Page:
Proteins are made up of linked amino acids. They serve as structural components for muscle and ligaments in the body and are a source of energy. There are 22 amino acids that are needed by the horse, but not all of them have to be provided in the feed (table below). The non-essential amino acids are produced in the body tissues and therefore not needed in the diet. However, the essential amino acids must be provided in the diet or synthesized by the microorganisms in the intestine.
A protein is quantified by the nitrogen content of the feed and is classified as high quality if it contains a high amount of essential amino acids. The amount of protein required in the horse’s diet depends on the digestibility of the diet and the individual horse’s protein needs. In growing horses, the only essential amino acid that may be limited in normal diets is lysine. It must be provided as 5 to 6 percent of the total protein in the diet.
|Essential Amino Acids||Nonessential Amino Acids|
Minerals are involved in many physiological functions in the horse. They function in the development and maintenance of structural components (muscle, bone, ligament), play roles as enzymatic cofactors in many biochemical pathways, and are integrally involved in energy transfer. Minerals also function in conjunction with vitamins and in concert with hormones and amino acids. Horses are able to obtain a large portion of their mineral requirements from the feed, but the concentration and availability varies with soil mineral concentration, plant species, and stage of maturity.
There are seven macrominerals required in the diet: calcium, phosphorous, sodium, potassium, chloride, magnesium, and sulfur. These are expressed as a percent of the total diet. The horse’s requirements for the eight microminerals are expressed as parts per million and are cobalt, copper, fluorine, iodine, iron, manganese, selenium, and zinc.
Vitamins play a role in regulating many physiological functions in the horse. There are two types of vitamins: fat-soluble and water-soluble (table below).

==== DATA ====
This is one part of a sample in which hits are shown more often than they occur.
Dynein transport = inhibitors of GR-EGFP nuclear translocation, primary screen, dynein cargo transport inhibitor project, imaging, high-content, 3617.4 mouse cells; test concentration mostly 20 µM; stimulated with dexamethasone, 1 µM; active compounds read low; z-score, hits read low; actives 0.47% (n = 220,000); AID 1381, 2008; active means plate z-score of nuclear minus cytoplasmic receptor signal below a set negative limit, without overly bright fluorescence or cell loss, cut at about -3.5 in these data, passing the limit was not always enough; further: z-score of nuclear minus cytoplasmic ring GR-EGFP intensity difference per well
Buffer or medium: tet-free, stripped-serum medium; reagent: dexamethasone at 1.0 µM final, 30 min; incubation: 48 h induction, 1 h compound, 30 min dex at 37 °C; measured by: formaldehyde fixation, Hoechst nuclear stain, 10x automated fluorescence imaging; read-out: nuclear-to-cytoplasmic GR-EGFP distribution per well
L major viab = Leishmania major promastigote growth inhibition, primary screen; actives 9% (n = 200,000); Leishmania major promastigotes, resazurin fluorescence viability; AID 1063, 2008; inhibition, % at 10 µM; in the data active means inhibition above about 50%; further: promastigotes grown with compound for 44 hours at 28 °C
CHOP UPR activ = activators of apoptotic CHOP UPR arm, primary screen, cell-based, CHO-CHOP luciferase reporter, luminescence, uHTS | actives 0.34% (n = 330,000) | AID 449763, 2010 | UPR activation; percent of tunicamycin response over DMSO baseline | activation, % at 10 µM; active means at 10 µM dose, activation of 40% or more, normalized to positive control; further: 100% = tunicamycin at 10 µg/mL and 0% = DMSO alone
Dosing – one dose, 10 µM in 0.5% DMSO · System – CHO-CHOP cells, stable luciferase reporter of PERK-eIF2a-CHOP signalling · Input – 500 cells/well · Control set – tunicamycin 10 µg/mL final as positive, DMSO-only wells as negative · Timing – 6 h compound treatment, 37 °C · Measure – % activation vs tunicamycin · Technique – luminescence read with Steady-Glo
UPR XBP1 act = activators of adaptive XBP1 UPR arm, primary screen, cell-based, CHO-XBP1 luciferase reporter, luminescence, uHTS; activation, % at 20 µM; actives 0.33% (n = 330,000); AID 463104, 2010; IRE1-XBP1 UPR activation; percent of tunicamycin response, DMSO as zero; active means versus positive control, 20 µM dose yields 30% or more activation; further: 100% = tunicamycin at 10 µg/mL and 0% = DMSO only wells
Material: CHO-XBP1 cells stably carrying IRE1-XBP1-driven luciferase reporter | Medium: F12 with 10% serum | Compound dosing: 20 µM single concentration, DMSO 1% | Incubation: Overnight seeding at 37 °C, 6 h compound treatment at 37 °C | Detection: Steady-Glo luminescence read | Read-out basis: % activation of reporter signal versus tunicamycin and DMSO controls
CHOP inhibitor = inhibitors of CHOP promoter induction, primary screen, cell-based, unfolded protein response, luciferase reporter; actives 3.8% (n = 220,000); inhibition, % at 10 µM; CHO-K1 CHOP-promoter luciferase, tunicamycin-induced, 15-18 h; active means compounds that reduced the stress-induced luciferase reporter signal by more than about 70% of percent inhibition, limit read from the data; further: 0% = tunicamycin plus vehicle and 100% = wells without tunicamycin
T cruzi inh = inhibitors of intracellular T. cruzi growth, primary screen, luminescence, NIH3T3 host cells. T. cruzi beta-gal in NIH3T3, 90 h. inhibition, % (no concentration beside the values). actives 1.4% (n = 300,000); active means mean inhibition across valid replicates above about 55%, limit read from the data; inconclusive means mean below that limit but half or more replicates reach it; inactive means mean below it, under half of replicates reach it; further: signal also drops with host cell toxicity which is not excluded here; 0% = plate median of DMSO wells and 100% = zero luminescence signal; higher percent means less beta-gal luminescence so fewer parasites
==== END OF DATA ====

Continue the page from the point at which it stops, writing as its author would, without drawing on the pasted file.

Fat-soluble vitamins need absorbable fat in the diet to be absorbed in the small intestine. These vitamins, sometimes referred to as lipid-soluble, are A, D, E, and K. The horse synthesizes two of these lipid-soluble vitamins. Vitamin D synthesis in the horse is activated by sunlight. The microbes in the cecum and large intestine are capable of producing vitamin K. Vitamin A is provided in sufficient quantities by green forages and can be stored in the liver. Vitamin E is present in sufficient quantities in most good quality diets, especially those that include grains.
The wwater-soluble vitamins are capable of being produced by the horse and are conserved by efficient recycling mechanisms. Therefore, they are not required in large quantities in the diet. Vitamin C and all the B-complex vitamins (thiamin, niacin, riboflavin, biotin, etc.) are all water-soluble vitamins.
|Fat-Soluble Vitamins||Water-Soluble Vitamins|
|Vitamin A/Carotenes||Vitamin C|
|Vitamin D||B Vitamins: thiamin, niacin, riboflavin|
|Vitamin E||Panthothenic acid, B6, B12, Biotin|
|Vitamin K||Folacin, ascorbic acid, choline|
Horses evolved as natural grazers and, therefore, have to consume fibrous feeds. Fibrous feeds are a very important part of the horse’s diet. They provide nutrients for both the horse and microbes in the hindgut as well as stimulate muscle tone and activity of the gastrointestinal tract.
There are many different fiber types that can be utilized in the equine diet, but not all of them are as efficient to use. Fiber quality varies widely across fiber types and is due to plant species, soil fertility, and stage of maturity at the time of harvest. Common fiber sources are pasture and hay.
The most common type of fiber fed to horses is pasture. There are two types of pasture: legumes and grasses. The legume pastures include alfalfa and clovers (red and white) and are usually mixed with grasses. Grasses are subdivided by their growing characteristics into cool-season and warm-season grasses.
Cool-season grasses grow best in temperatures of 60° – 80° F (15.5°-26.6° C) and include Kentucky bluegrass, orchardgrass, timothy, brome, and tall fescue. Warm-season grasses grow best in temperatures greater than 70° F (21° C) and include bermudagrass, bluestems, and bahiagrass. Although spring pasture growth provides horses with an abundance of nutrients, nutrient content decreases as the grasses mature. The table shows an example with Bluegrass. A similar decline in quality occurs with all types of forages as they mature.
|Maturity Level||% Crude Fiber||% Crude Protein|
full head (flower)